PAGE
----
Signs that your friend or family member may be depressed

· He or she doesn’t seem to care about anything anymore.

· He or she is uncharacteristically sad, irritable, short-tempered, critical, or moody.

· He or she has lost interest in work, sex, hobbies, and other pleasurable activities.

· He or she talks about feeling “helpless” or “hopeless.”

· He or she expresses a bleak or negative outlook on life.

· He or she frequently complains of aches and pains such as headaches, stomach problems, and back pain.

· He or she complains of feeling tired and drained all the time.

· He or she has withdrawn from friends, family, and other social activities.

· He or she is either sleeping less than usual or oversleeping.

· He or she is eating either more or less than usual, and has recently gained or lost weight.

· He or she has become indecisive, forgetful, disorganized, and “out of it.”

· He or she is drinking more or abusing drugs, including prescription sleeping pills and painkillers.

How to talk to a loved one about depression

Sometimes it is hard to know what to say when speaking to a loved one about depression. You might fear that if you bring up your worries he or she will get angry, feel insulted, or ignore your concerns. You may be unsure what questions to ask or how to be supportive.

If you don’t know where to start, the following suggestions may help. But remember that being a compassionate listener is much more important than giving advice. Encourage the depressed person to talk about his or her feelings, and be willing to listen without judgment. And don’t expect a single conversation to be the end of it. Depressed people tend to withdraw from others and isolate themselves. You may need to express your concern and willingness to listen over and over again. Be gentle, yet persistent.

Ways to start the conversation:

· I have been feeling concerned about you lately.

· Recently, I have noticed some differences in you and wondered how you are doing.

· I wanted to check in with you because you have seemed pretty down lately.

Questions you can ask:

· When did you begin feeling like this?

· Did something happen that made you start feeling this way?

· How can I best support you right now?

· Do you ever feel so bad that you don’t want to be anymore?

· Have you thought about getting help?

Remember, being supportive involves offering encouragement and hope. Very often, this is a matter of talking to the person in language that he or she will understand and respond to while in a depressed mind frame.

What you can say that helps:

· You are not alone in this. I’m here for you.

· You may not believe it now, but the way you’re feeling will change.

· I may not be able to understand exactly how you feel, but I care about you and want to help.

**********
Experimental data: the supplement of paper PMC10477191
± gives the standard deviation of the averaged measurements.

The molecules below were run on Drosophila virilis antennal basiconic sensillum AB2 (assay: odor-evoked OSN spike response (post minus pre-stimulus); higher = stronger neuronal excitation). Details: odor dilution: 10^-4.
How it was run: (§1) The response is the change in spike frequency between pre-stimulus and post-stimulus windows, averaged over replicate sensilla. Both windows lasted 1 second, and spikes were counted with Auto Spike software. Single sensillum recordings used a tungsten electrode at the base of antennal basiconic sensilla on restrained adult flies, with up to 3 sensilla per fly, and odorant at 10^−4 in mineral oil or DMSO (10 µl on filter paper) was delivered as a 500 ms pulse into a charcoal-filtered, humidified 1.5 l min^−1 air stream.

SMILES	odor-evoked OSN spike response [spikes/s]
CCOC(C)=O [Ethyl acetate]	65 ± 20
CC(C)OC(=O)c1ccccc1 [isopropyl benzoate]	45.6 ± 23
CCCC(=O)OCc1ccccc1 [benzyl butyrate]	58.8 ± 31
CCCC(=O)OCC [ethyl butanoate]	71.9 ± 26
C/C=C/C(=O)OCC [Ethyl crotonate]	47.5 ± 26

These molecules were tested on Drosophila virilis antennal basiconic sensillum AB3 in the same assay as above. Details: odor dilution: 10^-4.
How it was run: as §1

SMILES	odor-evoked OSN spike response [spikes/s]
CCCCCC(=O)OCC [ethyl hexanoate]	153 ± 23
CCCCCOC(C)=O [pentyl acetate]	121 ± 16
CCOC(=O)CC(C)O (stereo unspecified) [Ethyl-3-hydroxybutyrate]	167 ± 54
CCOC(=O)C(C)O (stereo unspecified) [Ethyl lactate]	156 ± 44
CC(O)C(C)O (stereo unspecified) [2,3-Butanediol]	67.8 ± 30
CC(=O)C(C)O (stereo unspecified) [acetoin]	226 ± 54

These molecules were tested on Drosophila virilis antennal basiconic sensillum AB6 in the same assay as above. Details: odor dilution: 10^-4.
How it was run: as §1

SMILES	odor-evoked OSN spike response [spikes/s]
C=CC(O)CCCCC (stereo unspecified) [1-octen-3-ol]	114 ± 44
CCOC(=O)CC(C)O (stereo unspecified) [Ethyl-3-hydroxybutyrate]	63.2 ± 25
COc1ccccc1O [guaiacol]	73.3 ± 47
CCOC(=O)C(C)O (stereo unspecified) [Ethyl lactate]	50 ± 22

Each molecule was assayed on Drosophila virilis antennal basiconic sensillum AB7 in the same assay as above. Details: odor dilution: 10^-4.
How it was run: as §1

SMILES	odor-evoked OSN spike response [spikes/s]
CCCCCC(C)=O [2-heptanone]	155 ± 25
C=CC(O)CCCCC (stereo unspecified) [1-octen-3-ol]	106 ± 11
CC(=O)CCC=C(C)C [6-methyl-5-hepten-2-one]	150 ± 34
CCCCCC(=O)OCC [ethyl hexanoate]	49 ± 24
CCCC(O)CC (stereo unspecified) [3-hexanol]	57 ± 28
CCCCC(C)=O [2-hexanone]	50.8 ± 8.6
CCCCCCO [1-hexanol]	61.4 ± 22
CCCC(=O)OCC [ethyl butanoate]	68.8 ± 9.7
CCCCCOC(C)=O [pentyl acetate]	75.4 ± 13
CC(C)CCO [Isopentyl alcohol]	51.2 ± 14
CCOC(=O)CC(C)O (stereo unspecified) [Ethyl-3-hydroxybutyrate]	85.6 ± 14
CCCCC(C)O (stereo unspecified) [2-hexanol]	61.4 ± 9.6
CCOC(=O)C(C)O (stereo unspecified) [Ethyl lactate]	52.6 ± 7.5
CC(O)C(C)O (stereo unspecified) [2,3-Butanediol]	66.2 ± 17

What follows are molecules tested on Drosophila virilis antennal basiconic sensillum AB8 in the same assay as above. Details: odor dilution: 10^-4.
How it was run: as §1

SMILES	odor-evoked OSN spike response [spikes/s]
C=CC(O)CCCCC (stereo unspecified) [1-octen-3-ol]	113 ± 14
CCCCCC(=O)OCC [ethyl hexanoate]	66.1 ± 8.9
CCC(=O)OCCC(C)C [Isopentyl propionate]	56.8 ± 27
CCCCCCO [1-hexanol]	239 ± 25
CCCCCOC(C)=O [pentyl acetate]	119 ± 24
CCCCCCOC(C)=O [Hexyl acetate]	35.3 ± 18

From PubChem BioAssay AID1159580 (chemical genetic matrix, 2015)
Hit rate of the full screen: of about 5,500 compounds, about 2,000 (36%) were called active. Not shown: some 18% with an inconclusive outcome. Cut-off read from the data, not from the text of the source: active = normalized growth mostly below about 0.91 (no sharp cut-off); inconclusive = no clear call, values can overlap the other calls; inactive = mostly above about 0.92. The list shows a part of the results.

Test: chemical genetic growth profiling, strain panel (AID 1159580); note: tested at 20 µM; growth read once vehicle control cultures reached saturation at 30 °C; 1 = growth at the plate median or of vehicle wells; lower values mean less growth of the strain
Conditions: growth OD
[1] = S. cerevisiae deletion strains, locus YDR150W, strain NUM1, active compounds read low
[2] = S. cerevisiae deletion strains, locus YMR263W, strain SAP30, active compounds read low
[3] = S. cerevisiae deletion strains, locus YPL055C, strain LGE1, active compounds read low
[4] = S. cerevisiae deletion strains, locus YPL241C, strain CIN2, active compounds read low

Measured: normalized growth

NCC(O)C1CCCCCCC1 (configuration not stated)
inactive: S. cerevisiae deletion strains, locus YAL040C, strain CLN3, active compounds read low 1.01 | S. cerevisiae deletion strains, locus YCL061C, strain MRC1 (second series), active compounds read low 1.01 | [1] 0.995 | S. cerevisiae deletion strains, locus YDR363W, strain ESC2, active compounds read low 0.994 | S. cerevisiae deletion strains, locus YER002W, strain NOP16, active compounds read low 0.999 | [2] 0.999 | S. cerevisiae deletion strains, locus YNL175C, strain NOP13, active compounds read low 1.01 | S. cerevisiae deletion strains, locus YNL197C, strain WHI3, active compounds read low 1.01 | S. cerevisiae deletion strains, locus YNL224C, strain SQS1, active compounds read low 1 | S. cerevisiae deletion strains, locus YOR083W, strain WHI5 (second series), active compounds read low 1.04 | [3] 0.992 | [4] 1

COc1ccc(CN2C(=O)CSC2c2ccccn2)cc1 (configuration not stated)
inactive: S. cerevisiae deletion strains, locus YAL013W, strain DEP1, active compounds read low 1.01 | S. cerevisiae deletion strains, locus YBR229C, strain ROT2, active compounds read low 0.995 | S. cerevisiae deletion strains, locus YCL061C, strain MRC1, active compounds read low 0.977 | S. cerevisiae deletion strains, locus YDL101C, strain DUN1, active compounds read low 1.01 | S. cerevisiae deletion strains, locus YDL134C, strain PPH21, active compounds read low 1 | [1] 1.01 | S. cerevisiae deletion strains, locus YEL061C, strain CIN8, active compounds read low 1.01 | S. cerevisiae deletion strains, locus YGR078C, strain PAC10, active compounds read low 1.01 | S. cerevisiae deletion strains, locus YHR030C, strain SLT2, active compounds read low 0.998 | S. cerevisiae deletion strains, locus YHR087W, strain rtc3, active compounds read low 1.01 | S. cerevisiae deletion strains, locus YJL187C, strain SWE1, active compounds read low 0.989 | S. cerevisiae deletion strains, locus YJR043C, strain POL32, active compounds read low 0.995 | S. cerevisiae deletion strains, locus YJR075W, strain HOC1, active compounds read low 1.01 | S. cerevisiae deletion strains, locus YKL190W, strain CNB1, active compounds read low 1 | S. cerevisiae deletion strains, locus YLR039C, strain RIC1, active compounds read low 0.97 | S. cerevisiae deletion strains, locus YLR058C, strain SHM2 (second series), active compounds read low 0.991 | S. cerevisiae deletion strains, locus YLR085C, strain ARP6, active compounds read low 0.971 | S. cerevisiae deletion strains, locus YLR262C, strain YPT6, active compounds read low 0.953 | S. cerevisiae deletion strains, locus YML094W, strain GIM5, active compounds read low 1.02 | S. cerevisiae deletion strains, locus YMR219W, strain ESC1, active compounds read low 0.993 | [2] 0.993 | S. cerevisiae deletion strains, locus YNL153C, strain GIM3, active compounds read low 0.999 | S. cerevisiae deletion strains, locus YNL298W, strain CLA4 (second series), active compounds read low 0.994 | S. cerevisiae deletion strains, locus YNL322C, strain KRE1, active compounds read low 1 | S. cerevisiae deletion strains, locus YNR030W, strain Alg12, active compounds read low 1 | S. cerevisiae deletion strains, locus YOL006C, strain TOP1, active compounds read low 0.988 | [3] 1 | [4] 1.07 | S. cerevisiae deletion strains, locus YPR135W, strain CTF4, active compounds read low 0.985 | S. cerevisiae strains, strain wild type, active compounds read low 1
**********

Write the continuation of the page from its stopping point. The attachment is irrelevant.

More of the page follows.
· When you want to give up, tell yourself you will hold of for just one more day, hour, minute — whatever you can manage.

· You are important to me. Your life is important to me.

· Tell me what I can do now to help you.

Avoid saying:

· It’s all in your head.

· We all go through times like this.

· Look on the bright side.

· You have so much to live for why do you want to die?

· I can’t do anything about your situation.

· Just snap out of it.

· What’s wrong with you?

· Shouldn’t you be better by now.

Source: (abridged)

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Adjustment Disorder

Adjustment disorder is a short-term condition that occurs when a person is unable to cope with, or adjust to, a particular source of stress, such as a major life change, loss, or event. Because people with adjustment disorders often have symptoms of depression, such as tearfulness, feelings of hopelessness, and loss of interest in work or activities, adjustment disorder is sometimes called “situational depression.” Unlike major depression, however, an adjustment disorder is triggered by an outside stress and generally goes away once the person has adapted to the situation. The type of stress that can trigger adjustment disorder varies depending on the person, but can include:

· Ending of a relationship or marriage.

· Losing or changing job.

· Death of a loved one

· Developing a serious illness (yourself or a loved one).

· Being a victim of a crime.

· Having an accident.

· Undergoing a major life change (such as getting married, having a baby, or retiring from a job).

· Living through a disaster, such as a fire, flood, or hurricane.

A person with adjustment disorder develops emotional and/or behavioral symptoms as a reaction to a stressful event. These symptoms generally begin within three months of the event and rarely last for longer than six months after the event or situation. In an adjustment disorder, the reaction to the stressor is greater than what is typical or expected for the situation or event. In addition, the symptoms may cause problems with a person’s ability to function; for example, the person may be unable to sleep, work, or study.

Symptoms may include:

· Feeling of hopelessness.

· Sadness.

· Frequent crying.

· Anxiety (nervousness).

· Worry.

· Headaches or stomachaches.

· Palpitations (an unpleasant sensation of irregular or forceful beating of the heart).

· Withdrawal or isolation from people and social activities.

· Absence from work or school.

· Dangerous or destructive behavior, such as fighting, reckless driving, and vandalism.

· Changes in appetite, either loss of appetite, or overeating.

· Problems sleeping.

· Feeling tired or without energy.

· Increase in the use of alcohol or other drugs.

Psychotherapy (a type of counseling) is the most common treatment for adjustment disorder. Therapy helps the person understand how the stressor has affected his or her life. It also helps the person develop better coping skills. Support groups can also be helpful by allowing the person to discuss his or her concerns and feelings with people who are coping with the same stress. In some cases, medication may be used to help control anxiety symptoms or sleeping problems.